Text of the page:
How Obama Can Make Healthcare Better
By Bruce Walker
September 14, 2009
We are, President Obama informs us, in need of health care reform. Congress may be deadlocked on the issue. Obama seems to speak as if congressional inaction on improving healthcare means no federal action on improving healthcare. He needs to read the Constitution and, even more, he needs to review all the powers which Congress and federal courts have given to the Presidency. President Obama could take action to improve our nation's healthcare system right now.
Consider the savings which President Obama intends to get from reducing fraud, waste, and abuse in Medicare and Medicaid. Three months ago, on June 13, he identified $313 Billion that could be saved this way. The Executive Branch, not Congress, executes the laws and regulations of the nation. If there are such massive savings by better and more honest execution of the laws, programs, and regulations of Executive Branch agencies, then Barack Obama should make that a priority right now, without waiting for Congress to act. In fact, fighting this fraud and waste is purely an Executive Branch function.
It is almost as if Obama is telling Congress "If you pass my giant, almost incomprehensible healthcare reform, I will start to do my job by reducing waste, fraud, and abuse in Medicare and Medicaid, and that will produce savings which will help pay for the reforms you pass." This is the same sort of silliness that President Bush suggested when he was pushing immigration reform: "If Congress passes my immigration reform bill, I will start enforcing existing laws regarding immigration." In both these examples, the duty of the president is to execute the laws and run the executive departments faithfully. That includes stopping fraud, criminality, and waste – regardless of what Congress does.
America had a healthcare crisis almost fifty years ago. JFK, soon after he became president, took note of the inactivity and obesity of American children. He built upon a program that Eisenhower had started to encourage exercise, particularly in public schools. John Kennedy did not ask Congress to pass massive reforms. Instead, Kennedy acted. Bud Wilkinson, the very successful and well respected coach of the Oklahoma Sooner's football team (and also a Republican), was selected by JFK to improve physical fitness in schools and other places.
Why doesn't Obama do that? JFK did not even have a United States Department of Education to help implement a major improvement in physical education in public schools. Obama could pick someone – ideally, a Republican like Joe Paterno or Lance Armstrong – who is very well respected and who can communicate the value of physical education in schools. Doubtless the Department of Education could find ways to strongly encourage public schools which did not have mandatory physical education to re-introduce it into the curriculum.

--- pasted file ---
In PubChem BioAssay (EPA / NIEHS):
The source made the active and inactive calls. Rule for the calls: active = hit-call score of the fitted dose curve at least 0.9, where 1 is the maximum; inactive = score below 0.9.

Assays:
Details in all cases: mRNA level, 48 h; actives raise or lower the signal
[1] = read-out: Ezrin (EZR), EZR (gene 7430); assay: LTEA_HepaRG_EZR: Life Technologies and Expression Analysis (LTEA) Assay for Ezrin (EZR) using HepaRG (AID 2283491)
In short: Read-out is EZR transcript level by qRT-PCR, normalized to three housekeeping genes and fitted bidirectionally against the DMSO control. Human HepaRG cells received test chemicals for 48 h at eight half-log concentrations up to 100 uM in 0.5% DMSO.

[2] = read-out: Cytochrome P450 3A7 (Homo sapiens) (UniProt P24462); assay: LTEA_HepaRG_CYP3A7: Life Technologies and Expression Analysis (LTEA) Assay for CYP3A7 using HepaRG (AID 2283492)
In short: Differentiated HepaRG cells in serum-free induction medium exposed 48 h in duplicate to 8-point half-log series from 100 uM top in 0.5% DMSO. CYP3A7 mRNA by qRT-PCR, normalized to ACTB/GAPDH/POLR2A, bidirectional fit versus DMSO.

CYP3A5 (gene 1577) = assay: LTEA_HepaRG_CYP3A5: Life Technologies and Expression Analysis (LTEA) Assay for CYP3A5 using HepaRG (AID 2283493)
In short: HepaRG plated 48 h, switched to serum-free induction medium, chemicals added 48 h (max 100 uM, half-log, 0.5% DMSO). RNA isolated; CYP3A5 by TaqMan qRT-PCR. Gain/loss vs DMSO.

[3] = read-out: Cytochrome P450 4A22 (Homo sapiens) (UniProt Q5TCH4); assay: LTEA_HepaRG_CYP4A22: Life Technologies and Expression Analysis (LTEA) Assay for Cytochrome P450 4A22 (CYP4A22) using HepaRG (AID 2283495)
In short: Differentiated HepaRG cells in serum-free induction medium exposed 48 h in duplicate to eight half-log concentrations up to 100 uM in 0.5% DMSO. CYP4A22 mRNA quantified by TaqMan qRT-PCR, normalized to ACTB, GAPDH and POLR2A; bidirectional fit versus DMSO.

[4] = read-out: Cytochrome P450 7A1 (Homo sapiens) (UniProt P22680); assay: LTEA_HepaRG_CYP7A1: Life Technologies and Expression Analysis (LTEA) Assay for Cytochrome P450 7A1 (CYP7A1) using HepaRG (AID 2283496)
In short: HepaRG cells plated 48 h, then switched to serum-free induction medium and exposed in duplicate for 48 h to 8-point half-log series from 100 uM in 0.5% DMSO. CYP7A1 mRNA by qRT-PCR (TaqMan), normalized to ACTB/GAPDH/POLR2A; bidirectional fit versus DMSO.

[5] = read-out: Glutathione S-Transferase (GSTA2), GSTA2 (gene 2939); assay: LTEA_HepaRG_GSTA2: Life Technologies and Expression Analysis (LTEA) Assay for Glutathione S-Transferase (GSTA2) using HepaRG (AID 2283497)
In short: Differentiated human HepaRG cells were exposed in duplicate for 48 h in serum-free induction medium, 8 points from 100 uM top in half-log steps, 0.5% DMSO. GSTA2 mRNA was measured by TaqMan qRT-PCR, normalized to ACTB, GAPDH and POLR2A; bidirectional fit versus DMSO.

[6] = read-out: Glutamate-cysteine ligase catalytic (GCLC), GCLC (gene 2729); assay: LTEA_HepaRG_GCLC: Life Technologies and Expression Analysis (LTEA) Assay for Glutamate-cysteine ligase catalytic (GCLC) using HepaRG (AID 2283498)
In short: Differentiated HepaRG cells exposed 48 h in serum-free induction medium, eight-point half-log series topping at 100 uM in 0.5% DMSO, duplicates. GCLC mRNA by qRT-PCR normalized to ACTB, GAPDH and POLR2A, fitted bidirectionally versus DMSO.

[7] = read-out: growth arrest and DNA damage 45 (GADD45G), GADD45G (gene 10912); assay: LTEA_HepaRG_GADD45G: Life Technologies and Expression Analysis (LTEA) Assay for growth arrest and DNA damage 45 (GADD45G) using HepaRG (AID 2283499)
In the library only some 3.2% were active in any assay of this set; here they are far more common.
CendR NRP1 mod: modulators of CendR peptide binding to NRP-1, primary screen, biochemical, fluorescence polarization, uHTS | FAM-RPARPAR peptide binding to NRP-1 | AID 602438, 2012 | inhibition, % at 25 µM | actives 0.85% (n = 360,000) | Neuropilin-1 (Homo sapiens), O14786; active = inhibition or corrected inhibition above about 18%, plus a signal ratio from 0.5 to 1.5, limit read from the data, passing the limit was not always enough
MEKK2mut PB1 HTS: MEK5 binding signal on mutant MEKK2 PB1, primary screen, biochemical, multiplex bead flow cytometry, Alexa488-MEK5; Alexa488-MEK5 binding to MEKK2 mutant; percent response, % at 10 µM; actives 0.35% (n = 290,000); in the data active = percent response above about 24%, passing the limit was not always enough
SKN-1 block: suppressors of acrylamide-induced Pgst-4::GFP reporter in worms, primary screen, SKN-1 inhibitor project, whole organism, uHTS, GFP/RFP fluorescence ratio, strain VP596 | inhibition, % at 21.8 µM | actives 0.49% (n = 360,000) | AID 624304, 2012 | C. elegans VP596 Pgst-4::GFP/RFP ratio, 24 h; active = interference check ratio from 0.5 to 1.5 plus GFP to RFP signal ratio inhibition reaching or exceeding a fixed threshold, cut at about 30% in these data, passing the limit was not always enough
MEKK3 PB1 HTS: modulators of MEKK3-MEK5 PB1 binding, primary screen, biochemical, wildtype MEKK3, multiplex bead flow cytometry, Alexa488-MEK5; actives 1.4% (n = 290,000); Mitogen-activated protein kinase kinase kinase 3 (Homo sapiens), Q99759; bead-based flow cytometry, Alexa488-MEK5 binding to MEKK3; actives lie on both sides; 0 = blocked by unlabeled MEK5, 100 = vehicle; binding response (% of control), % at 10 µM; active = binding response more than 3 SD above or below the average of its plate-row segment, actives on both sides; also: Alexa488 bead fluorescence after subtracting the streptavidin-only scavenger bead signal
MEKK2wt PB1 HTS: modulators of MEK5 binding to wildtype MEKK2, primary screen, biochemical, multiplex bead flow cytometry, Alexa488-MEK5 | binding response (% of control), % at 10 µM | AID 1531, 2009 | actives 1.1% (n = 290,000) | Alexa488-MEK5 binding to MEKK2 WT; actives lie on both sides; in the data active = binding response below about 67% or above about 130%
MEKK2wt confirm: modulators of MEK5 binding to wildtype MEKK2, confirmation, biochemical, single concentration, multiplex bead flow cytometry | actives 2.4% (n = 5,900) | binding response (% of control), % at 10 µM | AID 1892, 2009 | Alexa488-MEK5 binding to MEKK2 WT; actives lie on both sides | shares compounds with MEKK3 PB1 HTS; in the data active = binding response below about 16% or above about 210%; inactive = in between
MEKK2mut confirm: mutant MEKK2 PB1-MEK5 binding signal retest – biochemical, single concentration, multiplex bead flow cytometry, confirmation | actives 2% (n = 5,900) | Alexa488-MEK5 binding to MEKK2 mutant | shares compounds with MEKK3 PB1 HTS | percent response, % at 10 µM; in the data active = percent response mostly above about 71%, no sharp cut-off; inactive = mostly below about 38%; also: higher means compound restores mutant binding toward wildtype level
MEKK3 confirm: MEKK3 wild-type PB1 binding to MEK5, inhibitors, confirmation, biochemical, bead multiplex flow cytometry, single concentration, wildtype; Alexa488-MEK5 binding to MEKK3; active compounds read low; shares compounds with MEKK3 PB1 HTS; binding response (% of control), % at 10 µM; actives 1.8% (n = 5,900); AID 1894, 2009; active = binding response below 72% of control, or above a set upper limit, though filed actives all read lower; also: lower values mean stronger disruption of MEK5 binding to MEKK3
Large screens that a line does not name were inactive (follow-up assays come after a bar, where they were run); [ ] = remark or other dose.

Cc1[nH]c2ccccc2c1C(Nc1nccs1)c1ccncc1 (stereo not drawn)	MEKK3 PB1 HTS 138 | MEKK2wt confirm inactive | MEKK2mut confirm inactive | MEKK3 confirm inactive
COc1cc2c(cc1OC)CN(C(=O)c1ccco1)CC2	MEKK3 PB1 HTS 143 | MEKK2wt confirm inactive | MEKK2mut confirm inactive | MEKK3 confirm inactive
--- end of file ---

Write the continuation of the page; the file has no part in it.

Obama does not need anything – money, authority, laws – to do just what JFK did. The overwhelming majority of Americans would find this a long overdue and valuable program to combat the growing health problem caused by obesity among our young. This Executive Branch action would be simple, direct, and uncontroversial. There is no reason why Obama, who has found time to expound on a college football playoff system or speculate about which team will win the NCAA Basketball Tournament, could not dedicate as much energy and attention to a JFK style plan for physical fitness for our schoolchildren.
The Food and Drug Administration has for decades delayed approving drugs in America which have been used successfully for many years by other modern industrial nations. If there is one aspect of the healthcare system of Britain, Sweden, Holland, and Canada which Americans should look at closely, it is the approval process for new drugs. Fortunately, all the FDA really has to do is piggy-back on the precautionary tests and the history of other advanced nations.
President Obama, through his cabinet officers, runs agencies like the FDA. He or HHS Secretary Sebelius can issue orders, directives, and regulations. They can allocate and reallocate staff and other resources to speed up the process of FDA certification. Significant numbers of Americans die each year because the FDA has not yet approved for use in America drugs that have been used for years in other nations. Even more Americans unnecessarily suffer because drugs which can be prescribed in other nations cannot be prescribed here to relieve pain, reduce symptoms and improve the quality of life.
Without waiting for congressional approval, which he does not need to end fraud in Medicaid, push our schools to bring back physical education, or streamline the process of FDA approval of drugs, President Obama could begin to make healthcare in America better and less costly right now. In fact, if Obama as president did all that he could to make these changes, he would have a much better case in asking Congress for new legislation: "I have done, as president, what I can."
But that assumes that President Obama actually wants to improve healthcare in America. In fact, all the countless speeches, all the vastly complex congressional bills, all the relentless insistence that America is in crisis, are all intended to accomplish just one thing: Obama was to gain giant chunks of power and authority for the federal government at the expense of individual Americans. It is not a reform of our healthcare he seeks; it is a reform of the balance between personal liberty and government control.
Bruce Walker is a long-time conservative writer whose work is published regularly at popular conservative sites such as American Thinker.